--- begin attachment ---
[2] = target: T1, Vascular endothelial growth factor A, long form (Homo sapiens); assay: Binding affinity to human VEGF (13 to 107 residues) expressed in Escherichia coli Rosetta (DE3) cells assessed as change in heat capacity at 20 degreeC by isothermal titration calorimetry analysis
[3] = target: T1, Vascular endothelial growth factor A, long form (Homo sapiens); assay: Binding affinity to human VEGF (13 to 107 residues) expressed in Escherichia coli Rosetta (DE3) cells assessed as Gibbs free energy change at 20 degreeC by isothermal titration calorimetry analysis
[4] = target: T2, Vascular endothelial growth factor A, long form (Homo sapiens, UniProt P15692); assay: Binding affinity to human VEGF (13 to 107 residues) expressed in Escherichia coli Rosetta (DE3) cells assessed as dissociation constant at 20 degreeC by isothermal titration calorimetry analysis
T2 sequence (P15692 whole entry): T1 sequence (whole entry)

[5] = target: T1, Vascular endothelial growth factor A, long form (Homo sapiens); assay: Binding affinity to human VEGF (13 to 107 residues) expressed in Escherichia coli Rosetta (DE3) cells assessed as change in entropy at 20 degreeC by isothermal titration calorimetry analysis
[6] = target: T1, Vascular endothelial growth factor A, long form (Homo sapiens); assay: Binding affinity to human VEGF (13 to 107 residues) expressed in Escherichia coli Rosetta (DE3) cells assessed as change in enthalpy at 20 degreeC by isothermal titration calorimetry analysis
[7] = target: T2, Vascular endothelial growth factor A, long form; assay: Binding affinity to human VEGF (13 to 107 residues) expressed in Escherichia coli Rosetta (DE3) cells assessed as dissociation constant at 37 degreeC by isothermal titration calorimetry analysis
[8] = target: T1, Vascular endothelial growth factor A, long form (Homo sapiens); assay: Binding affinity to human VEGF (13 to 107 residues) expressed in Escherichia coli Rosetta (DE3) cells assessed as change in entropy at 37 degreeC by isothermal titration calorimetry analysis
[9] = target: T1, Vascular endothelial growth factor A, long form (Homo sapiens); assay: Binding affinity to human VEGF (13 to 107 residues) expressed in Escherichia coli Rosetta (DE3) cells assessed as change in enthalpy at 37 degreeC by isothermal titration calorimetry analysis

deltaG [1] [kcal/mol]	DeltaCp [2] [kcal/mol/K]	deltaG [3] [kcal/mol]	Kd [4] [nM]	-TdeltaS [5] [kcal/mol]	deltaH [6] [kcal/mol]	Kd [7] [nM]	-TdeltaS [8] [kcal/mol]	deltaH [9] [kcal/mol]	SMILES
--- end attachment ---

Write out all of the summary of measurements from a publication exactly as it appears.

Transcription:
[2] = target: T1, Vascular endothelial growth factor A, long form (Homo sapiens); assay: Binding affinity to human VEGF (13 to 107 residues) expressed in Escherichia coli Rosetta (DE3) cells assessed as change in heat capacity at 20 degreeC by isothermal titration calorimetry analysis
[3] = target: T1, Vascular endothelial growth factor A, long form (Homo sapiens); assay: Binding affinity to human VEGF (13 to 107 residues) expressed in Escherichia coli Rosetta (DE3) cells assessed as Gibbs free energy change at 20 degreeC by isothermal titration calorimetry analysis
[4] = target: T2, Vascular endothelial growth factor A, long form (Homo sapiens, UniProt P15692); assay: Binding affinity to human VEGF (13 to 107 residues) expressed in Escherichia coli Rosetta (DE3) cells assessed as dissociation constant at 20 degreeC by isothermal titration calorimetry analysis
T2 sequence (P15692 whole entry): T1 sequence (whole entry)

[5] = target: T1, Vascular endothelial growth factor A, long form (Homo sapiens); assay: Binding affinity to human VEGF (13 to 107 residues) expressed in Escherichia coli Rosetta (DE3) cells assessed as change in entropy at 20 degreeC by isothermal titration calorimetry analysis
[6] = target: T1, Vascular endothelial growth factor A, long form (Homo sapiens); assay: Binding affinity to human VEGF (13 to 107 residues) expressed in Escherichia coli Rosetta (DE3) cells assessed as change in enthalpy at 20 degreeC by isothermal titration calorimetry analysis
[7] = target: T2, Vascular endothelial growth factor A, long form; assay: Binding affinity to human VEGF (13 to 107 residues) expressed in Escherichia coli Rosetta (DE3) cells assessed as dissociation constant at 37 degreeC by isothermal titration calorimetry analysis
[8] = target: T1, Vascular endothelial growth factor A, long form (Homo sapiens); assay: Binding affinity to human VEGF (13 to 107 residues) expressed in Escherichia coli Rosetta (DE3) cells assessed as change in entropy at 37 degreeC by isothermal titration calorimetry analysis
[9] = target: T1, Vascular endothelial growth factor A, long form (Homo sapiens); assay: Binding affinity to human VEGF (13 to 107 residues) expressed in Escherichia coli Rosetta (DE3) cells assessed as change in enthalpy at 37 degreeC by isothermal titration calorimetry analysis

deltaG [1] [kcal/mol]	DeltaCp [2] [kcal/mol/K]	deltaG [3] [kcal/mol]	Kd [4] [nM]	-TdeltaS [5] [kcal/mol]	deltaH [6] [kcal/mol]	Kd [7] [nM]	-TdeltaS [8] [kcal/mol]	deltaH [9] [kcal/mol]	SMILES